Guardian Angels Club
Guardian Angels play a critical role in ensuring the successful future of Angelheart Kids. There are many opportunities to help with planning events, fundraising, supporting technology, collecting and sorting donations, and writing grants. While we do have specific tasks which need your support, we are also open to new ideas and avenues for your contributions. Your help is needed and greatly appreciated. What you do today will make a difference in the life of an Angelheart child tomorrow!
For more information on how to become a life-changing Guardian Angel, please email Mary Ann Gay.
In 2003, Diane Hamilton began volunteering one night a week to make a difference for the children at the Angelheart shelter. What started out as a part-time commitment soon became her life’s mission. One rainy evening, in the midst of an art project with the children at Angelheart, Diane heard the sounds of the shelter’s leaking roof. After much prayer and a few phone calls, the roof was on its way to being replaced through the generosity of the Central Texas Roofing Association. It became clear that if the Lord was able to use Diane to bring light to this important cause, imagine what could be done if more people joined together and put to use their gifts for the cause. Diane brought this vision to life by becoming a full-time volunteer and founding the Guardian Angels in June of 2004.
H.E.A.R.T. – Healing, Educating and Adjusting through Recreational Therapy
Angelheart proposes to develop a new therapeutic intervention, the Healing, Educating and Adjusting through Recreational Therapy (HEART) program. Due to the experience of child abuse and neglect, many Angelheart foster children have problems socializing and communicating with others, resolving conflict with adults and peers, and managing behavior appropriately. These problems interfere with a successful transition to the post-placement, typically family foster care and group and independent living situations.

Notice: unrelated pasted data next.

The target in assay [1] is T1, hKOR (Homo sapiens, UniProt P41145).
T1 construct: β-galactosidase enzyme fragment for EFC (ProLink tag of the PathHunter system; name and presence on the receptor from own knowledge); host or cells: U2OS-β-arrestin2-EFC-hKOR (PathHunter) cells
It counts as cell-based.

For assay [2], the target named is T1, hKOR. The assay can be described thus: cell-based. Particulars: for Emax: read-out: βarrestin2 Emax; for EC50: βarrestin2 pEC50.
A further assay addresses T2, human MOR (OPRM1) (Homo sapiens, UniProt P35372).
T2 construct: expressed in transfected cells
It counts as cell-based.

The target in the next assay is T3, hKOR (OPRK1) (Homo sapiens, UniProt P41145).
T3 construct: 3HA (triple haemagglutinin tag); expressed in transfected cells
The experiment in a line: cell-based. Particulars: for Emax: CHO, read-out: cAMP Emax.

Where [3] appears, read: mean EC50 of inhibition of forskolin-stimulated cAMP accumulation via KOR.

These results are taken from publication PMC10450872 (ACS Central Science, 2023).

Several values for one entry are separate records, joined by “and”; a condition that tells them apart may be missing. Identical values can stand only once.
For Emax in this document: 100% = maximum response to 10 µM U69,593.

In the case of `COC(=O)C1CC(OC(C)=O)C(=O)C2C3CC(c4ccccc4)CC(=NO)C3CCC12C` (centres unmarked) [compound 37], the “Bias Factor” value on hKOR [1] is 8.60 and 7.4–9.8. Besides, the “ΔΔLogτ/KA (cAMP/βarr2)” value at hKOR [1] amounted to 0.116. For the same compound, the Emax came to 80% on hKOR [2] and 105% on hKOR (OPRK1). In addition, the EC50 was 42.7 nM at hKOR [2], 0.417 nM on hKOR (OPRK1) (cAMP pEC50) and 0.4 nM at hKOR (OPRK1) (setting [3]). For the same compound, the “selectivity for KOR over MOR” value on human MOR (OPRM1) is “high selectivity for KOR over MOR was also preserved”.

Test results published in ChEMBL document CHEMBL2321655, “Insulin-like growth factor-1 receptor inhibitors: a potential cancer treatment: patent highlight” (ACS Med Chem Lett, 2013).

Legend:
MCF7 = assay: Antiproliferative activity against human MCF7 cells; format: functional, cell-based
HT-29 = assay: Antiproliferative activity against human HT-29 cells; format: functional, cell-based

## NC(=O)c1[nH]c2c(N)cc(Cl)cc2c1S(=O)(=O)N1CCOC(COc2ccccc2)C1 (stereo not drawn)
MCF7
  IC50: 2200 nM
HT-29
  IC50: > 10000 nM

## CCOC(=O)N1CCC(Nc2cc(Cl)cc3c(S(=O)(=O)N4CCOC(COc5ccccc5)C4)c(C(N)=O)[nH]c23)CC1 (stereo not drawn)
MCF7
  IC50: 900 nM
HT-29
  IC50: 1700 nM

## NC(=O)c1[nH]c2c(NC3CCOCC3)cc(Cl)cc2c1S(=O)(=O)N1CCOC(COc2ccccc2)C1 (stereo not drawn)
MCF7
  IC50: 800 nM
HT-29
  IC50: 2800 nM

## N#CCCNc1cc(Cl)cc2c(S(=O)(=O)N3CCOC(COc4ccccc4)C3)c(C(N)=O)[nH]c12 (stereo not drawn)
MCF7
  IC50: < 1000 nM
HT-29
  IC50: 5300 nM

Therapeutic recreation is a process that uses treatment, education and recreation for people with limitations, including emotional and social difficulties, to build and maintain age-appropriate skills, knowledge and behaviors to improve the quality of life. Therapeutic recreation can include a wide range of activities, including but not limited to arts, dance and music, games, and social and experiential activities.
Through individualized HEART interventions:
1Children will develop skills, knowledge and behaviors that will support successful post-placement. Examples of these skills, knowledge and behavior include improved cooperative play, increased self-awareness, and an enhanced sense of accomplishment through mastering new activities.
2Older youths will develop skills, knowledge and behavior that will support the transition to adulthood and independent living. Examples of these skills, knowledge and behavior include decreased social isolation, an increased understanding of the use of community resources, and use of leisure activities to reduce stress.
At the group level:
1HEART activities will improve the group living environment by promoting positive interaction and building cooperative living skills among residents.